Tip #5: Follow Up

You have to be prepared to follow up with a phone call once you have sent out your correspondence. I know, you’re thinking, “but it is so uncomfortable to follow up with someone I don’t know and ask them for a job!” Good news! You don’t have to (and shouldn’t) come right out and ask them for a job.

As a professional, one of the things you must do is learn the basics of networking. We ALL have to do it, so let’s discuss for a moment the value of learning how to network in a way that is comfortable and breeds confidence.

When I network, I think about it in a way that does not put undue pressure on myself or the immediate outcome. When you follow up, don’t set yourself up by rationalizing that the only acceptable outcome is a job interview. Here is your realistic goal: make an introduction, either personally or via voice mail, that you feel good about. That’s it. When you go on a first date, do you berate yourself that no one got married at the end of it? Of course not! So just take a deep breath and give the situation a chance to materialize into something positive.

If you want to leave a nice voice mail message you can feel good about, try something like this: “Hi this is ____. Perhaps my name sounds familiar. I sent you some correspondence last week and indicated I would be following up with you. Its Wednesday, 10am, and I will be in the office all day. Please feel free to call me back at ____. I look forward to hearing from you. Thank you.” This is a nice general introduction. Not to short and not too long.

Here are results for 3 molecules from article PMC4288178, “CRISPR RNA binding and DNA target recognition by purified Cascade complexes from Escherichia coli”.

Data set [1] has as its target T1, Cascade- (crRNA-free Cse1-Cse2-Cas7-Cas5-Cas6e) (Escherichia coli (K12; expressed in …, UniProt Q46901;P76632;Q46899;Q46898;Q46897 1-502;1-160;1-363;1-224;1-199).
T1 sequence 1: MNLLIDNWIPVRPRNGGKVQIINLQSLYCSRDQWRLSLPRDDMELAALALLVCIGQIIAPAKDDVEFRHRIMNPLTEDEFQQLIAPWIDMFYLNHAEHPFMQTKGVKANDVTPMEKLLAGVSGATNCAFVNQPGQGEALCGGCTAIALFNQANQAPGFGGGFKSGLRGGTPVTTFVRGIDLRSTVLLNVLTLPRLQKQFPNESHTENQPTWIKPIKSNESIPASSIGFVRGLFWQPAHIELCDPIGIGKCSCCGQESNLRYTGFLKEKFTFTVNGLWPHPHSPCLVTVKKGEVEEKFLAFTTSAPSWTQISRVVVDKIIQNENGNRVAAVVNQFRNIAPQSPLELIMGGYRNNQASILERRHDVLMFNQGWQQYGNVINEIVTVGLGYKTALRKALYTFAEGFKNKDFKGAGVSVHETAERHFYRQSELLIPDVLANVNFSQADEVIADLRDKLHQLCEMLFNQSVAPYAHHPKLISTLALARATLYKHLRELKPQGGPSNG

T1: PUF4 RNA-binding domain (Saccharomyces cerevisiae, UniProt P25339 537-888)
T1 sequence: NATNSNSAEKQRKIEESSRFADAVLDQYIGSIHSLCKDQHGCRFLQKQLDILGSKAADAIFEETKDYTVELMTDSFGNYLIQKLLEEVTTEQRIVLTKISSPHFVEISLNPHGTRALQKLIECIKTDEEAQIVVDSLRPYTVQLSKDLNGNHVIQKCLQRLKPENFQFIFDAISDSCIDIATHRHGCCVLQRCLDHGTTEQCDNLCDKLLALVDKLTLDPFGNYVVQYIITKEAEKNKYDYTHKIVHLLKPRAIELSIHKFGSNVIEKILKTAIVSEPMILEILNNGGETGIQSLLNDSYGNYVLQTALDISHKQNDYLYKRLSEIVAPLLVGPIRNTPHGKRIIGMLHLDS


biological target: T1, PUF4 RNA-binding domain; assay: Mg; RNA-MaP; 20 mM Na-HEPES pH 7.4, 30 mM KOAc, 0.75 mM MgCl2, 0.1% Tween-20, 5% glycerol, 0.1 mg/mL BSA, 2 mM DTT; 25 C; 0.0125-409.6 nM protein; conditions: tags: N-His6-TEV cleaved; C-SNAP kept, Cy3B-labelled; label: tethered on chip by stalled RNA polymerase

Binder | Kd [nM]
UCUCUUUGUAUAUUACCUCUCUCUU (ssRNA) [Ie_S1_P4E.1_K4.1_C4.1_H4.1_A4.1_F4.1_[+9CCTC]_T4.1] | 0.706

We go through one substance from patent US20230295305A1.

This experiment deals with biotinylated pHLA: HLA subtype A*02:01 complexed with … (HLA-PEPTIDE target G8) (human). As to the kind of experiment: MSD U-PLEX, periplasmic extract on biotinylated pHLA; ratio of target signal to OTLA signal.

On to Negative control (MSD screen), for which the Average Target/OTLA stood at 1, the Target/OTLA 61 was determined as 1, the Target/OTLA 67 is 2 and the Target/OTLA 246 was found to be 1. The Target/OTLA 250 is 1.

If you connect with your contact live, that’s even better! Say hello, inform him or her why you are calling and then share what you specialize in. Perhaps you increased revenue in your division by 57% last year, you are a turnaround expert, or you just lead your corporation through a very successful merger. Whatever your latest and greatest achievement is, that’s what you should lead with. State your achievement in just a sentence or two.

Then tell them that you greatly admire their company and it is for these reasons that you wanted to introduce yourself and find out if he/she might have an interest in learning more. This structure concentrates on your quantifiable achievements and is short and flattering – a recipe for success!

Using these simple tips will put your job search focus in order and allow for a smooth transition from one objective to the other. In no time at all you will have garnered positive results from your ideal companies!

Mary Elizabeth Bradford is the Founder and Executive Director of CEOresumewriter.com and Maryelizabethbradford.com and a past executive recruiter. A thought leader in the career services industry for over 20 years, she holds 5 distinct advanced certifications for senior-level resume writing, online branding and executive-level job search coaching (CERM, CMRW, CARW, MCD, NCOPE). She has been seen and heard in major media including Forbes, Time, WSJ, Newsweek and NBC affiliate stations. She holds 2 CDI TORI awards and is a top tier judge for the elite CDI TORI awards for four consecutive years. Mary Elizabeth Bradford’s elite team of award-winning, certified, top executive resume writers, former top executive recruiters, and global HR executives help many of the world’s premier C-suite, board members and thought leaders secure the transitions and compensation packages they want. She works with clients all over the globe.

If you are a Director, VP, CxO, or Board Member interested in an executive resume package or working directly with Mary Elizabeth, click to schedule a complimentary 15-minute call.